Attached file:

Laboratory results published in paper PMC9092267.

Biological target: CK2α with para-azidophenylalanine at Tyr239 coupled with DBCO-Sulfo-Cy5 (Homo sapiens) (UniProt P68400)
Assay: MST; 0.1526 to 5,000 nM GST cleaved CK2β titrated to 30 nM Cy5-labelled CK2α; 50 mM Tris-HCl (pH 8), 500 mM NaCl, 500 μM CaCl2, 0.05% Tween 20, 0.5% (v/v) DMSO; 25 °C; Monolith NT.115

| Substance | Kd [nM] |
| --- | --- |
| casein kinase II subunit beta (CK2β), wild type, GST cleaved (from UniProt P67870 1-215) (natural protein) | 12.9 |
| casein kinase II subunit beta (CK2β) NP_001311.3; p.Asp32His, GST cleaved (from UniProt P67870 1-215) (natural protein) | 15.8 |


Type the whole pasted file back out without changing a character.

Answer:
Laboratory results published in paper PMC9092267.

Biological target: CK2α with para-azidophenylalanine at Tyr239 coupled with DBCO-Sulfo-Cy5 (Homo sapiens) (UniProt P68400)
Assay: MST; 0.1526 to 5,000 nM GST cleaved CK2β titrated to 30 nM Cy5-labelled CK2α; 50 mM Tris-HCl (pH 8), 500 mM NaCl, 500 μM CaCl2, 0.05% Tween 20, 0.5% (v/v) DMSO; 25 °C; Monolith NT.115

| Substance | Kd [nM] |
| --- | --- |
| casein kinase II subunit beta (CK2β), wild type, GST cleaved (from UniProt P67870 1-215) (natural protein) | 12.9 |
| casein kinase II subunit beta (CK2β) NP_001311.3; p.Asp32His, GST cleaved (from UniProt P67870 1-215) (natural protein) | 15.8 |